My first inclination was to be a social worker," she said. "After World War II, when I was leader of a boys' club for underprivileged eight-year olds, I found that when I observed and complained to authorities about their special needs (health, food, parental inadequacies), I was told that 'the law says this or that.' I decided that…lawyers appeared to have the inside edge."
Nelson, 77, added that she wanted to be in a profession that aims "to serve other people."
"Lawyers have the training and skills to bring about real change in society and assist others," she said.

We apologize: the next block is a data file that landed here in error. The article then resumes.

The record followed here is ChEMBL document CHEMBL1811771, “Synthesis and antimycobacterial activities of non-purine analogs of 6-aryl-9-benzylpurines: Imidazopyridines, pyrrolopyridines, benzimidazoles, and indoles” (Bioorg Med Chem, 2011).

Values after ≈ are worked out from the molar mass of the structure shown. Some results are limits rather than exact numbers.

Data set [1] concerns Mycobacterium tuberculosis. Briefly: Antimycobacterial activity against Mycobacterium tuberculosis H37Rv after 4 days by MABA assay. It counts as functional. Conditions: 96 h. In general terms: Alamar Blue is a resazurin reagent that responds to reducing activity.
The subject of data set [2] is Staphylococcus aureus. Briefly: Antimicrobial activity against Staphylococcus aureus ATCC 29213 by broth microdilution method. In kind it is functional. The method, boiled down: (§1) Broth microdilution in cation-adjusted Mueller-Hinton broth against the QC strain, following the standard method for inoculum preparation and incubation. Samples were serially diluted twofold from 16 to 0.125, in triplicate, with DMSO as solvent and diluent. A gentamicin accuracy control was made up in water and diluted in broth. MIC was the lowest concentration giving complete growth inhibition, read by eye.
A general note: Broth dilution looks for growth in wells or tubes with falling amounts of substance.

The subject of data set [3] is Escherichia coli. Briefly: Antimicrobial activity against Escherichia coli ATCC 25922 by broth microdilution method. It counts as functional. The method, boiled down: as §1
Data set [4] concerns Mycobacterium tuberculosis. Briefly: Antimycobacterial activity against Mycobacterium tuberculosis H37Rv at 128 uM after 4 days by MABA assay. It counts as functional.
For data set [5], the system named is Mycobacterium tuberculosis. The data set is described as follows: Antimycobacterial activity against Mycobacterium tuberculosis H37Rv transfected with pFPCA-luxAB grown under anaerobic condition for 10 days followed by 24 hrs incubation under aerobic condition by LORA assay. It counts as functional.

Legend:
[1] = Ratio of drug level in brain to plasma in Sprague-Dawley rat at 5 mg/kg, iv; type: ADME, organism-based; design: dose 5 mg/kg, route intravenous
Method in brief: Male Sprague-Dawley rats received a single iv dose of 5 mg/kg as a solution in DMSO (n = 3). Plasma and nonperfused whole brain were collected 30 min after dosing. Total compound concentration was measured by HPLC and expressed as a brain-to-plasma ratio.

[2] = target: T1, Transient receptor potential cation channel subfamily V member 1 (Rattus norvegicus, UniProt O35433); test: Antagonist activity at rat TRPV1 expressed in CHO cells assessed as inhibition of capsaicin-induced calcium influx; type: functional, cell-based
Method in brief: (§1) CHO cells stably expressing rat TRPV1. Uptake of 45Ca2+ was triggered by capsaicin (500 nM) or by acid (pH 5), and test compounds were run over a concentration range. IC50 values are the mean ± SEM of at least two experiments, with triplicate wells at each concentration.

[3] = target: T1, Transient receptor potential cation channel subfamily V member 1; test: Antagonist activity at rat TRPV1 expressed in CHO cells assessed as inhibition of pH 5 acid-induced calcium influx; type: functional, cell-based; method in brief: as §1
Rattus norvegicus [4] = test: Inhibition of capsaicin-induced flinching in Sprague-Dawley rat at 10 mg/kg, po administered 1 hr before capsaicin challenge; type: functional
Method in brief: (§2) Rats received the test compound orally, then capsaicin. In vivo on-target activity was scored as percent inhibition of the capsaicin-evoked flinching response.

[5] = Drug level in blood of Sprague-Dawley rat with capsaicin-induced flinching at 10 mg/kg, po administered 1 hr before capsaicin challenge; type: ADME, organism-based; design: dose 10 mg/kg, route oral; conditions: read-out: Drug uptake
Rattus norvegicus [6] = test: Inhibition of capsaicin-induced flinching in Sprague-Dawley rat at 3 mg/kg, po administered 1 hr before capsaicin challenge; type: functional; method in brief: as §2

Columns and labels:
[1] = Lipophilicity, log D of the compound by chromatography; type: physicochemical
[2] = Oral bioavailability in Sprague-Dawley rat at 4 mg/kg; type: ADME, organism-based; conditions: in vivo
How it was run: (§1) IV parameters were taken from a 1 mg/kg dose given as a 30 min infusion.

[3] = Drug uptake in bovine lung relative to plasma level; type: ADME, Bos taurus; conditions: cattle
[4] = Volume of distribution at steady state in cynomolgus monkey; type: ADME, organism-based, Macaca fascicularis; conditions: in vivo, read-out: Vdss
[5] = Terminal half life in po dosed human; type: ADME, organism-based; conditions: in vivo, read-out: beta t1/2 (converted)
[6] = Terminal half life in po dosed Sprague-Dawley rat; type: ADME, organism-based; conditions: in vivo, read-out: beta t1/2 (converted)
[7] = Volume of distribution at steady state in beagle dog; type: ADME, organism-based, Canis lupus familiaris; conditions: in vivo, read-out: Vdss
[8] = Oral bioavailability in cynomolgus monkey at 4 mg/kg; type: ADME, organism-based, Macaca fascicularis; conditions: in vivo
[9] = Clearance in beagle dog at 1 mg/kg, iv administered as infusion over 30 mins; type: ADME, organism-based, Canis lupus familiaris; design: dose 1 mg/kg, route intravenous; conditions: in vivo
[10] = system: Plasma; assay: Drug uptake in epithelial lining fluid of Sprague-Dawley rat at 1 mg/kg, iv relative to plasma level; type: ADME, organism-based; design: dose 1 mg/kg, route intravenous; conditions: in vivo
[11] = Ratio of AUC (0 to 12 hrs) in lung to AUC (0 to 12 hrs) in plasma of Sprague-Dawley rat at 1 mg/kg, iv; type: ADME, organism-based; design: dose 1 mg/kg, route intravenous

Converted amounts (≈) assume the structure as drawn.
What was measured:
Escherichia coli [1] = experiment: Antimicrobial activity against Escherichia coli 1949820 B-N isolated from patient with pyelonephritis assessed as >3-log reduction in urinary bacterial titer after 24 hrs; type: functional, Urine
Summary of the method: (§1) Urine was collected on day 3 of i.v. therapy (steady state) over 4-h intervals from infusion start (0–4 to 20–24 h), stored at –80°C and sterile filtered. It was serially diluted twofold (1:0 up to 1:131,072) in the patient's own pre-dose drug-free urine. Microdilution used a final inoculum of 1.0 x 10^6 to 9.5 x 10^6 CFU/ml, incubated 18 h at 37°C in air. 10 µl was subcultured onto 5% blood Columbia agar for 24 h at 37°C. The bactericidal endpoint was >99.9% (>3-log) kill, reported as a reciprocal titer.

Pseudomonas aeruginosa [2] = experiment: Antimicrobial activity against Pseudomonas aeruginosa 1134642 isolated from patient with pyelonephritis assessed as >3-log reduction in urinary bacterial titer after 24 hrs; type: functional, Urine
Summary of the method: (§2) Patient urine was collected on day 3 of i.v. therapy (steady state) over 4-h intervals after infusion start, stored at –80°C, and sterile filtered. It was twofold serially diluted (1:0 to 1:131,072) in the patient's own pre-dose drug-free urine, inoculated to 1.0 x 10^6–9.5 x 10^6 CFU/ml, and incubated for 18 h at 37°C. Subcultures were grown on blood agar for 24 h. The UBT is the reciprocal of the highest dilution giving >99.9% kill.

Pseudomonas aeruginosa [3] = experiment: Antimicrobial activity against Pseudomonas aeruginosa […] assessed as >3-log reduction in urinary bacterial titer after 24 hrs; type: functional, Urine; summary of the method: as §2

After receiving her bachelor's degree in political science from UCLA in 1950, Nelson set about launching her legal career. In 1953, she earned her law degree from UCLA School of Law and was admitted to the State Bar of California the following year. For her first job out of law school, she worked as a research associate at the University of Southern California Law School. She worked alongside USC law professor James Holbrook on a project to investigate the courts in Los Angeles and recommend improvements. The study, which took three years to complete, was titled "Survey of Metropolitan Courts—Los Angeles Area."
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